The Rise of the Unfitted Kitchen

What first drew my attention to the “unfitted kitchen”, and thus starting a love affair with mismatched culinary spaces, was somewhat of an accident. Moving into our little cottage at the start of Covid lockdown, while it was only half renovated and without a kitchen, meant I had to get creative when setting up a temporary kitchen space.

 

Since our move was unexpected and last minute, I didn’t want to rush into getting a run-of-the-mill kitchen installed. My heart was set on a particular, traditional style of cabinetry for this cottage. And I was willing to wait until I could find someone to build it. That meant, however, creating an interim kitchen using furniture we already had. 

An antique french oak buffet as a work bench. Two of our white cabinets as pantry and extra storage. And a small kitchen table in the centre. This little table became my meal prep area, and is still where I sit and prepare meals most nights. You can see more of it here and here.

Flexibility

Months after moving in, our magnificent Falcon Elise cooker arrived, so again I rearranged things. My husbands great-grandmothers old meat safe (which we’d restored) went next to the cooker. An antique shoe cupboard I bought at auction became added storage and a little bar area (very important!) in the corner of the room.

Functionality

What I realised during this period and process, was how much I love our unfitted kitchen and how authentic it feels. It’s simply about practicality and functionality, rather than appearances. It’s also made me appreciate the small things (like a decent sized working sink!), and forced me to ponder what truly makes a kitchen function well. Finding clever ways to store our kitchenwares, and displaying pieces I truly love, rather than hiding everything away behind closed doors. It reminds me of all those rustic and humble kitchens in old farmhouses in rural France, England and Italy. The ones where “nonna” and “maman” create fresh, seasonal home cooked meals for their families daily. 

The more I went looking for these style of kitchens, the more I fell madly in love! Beautifully authentic, unique, imperfect spaces, filled with vintage pots and plates, baskets, fireplaces, vintage art, old and mismatched furniture for storage etc.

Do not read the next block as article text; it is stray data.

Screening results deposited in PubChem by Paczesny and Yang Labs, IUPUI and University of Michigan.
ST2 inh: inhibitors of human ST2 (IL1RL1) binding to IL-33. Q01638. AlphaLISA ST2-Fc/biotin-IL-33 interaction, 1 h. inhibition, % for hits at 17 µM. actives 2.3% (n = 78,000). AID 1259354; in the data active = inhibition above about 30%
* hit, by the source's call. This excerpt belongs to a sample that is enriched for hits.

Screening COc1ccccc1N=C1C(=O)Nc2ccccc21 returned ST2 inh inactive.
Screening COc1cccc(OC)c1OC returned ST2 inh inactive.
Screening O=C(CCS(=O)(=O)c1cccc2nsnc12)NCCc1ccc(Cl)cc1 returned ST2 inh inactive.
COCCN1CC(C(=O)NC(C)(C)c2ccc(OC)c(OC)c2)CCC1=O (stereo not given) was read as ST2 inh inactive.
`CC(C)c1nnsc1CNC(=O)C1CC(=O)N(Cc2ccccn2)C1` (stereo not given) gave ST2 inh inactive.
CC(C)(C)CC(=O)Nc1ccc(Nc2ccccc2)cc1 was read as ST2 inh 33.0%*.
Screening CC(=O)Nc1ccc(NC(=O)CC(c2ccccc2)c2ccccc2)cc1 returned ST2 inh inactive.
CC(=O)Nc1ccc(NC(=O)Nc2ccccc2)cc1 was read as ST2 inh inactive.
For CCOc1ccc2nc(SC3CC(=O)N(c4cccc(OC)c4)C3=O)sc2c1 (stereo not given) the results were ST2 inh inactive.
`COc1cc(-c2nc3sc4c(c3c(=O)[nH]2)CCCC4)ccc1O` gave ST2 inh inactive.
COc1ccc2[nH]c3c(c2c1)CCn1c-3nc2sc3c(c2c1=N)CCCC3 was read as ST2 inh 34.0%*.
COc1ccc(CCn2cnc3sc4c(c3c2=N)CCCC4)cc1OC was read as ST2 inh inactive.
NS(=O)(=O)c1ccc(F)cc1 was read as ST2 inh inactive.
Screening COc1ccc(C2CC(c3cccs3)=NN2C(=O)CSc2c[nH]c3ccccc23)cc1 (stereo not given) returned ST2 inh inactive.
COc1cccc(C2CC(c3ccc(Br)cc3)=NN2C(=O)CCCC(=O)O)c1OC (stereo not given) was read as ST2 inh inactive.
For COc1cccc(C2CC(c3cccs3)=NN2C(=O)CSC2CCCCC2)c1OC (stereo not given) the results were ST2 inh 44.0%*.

At the same time, it dawned on me that 95% of kitchens today are just slight variations of one another. And frankly quite boring. While an unfitted kitchen undoubtedly won’t suit everyone, or every home, I find myself yearning for a kitchen that’s unique. A bit more imperfect, and loaded with old-world charm. A kitchen that feels more like a beautifully decorated room, not a sparse workspace devoid of its inhabitants personality.

Inspiration

Some of my favourite examples of unfitted kitchens are below. You can see many more on my Unfitted Kitchens Pinterest board here.

The Rise of the Unfitted Kitchen
One of my absolute favourites kitchens EVER, particularly for its mix of colour and personality, is this Hampshire kitchen by the uber talented Max Rollitt. He’s a master at creating deeply comfortable and beautifully unconventional spaces. Photography by David Gibbons.
The warmth, charm and clever mix of antique/vintage furniture pieces makes this kitchen space so inviting. Hampshire kitchen by Max Rollitt. Photography by David Gibbons.
I adore this chic, rustic style kitchen by Oz Architects. The weathered wood beams and central brick & plaster fireplace make this space so incredibly warm & welcoming. 
A beautiful, European style kitchen with plaster pink walls, rustic timber island that’s more furniture than cabinetry, plus a lovely pot rack and copper collection. By Joris Van Apers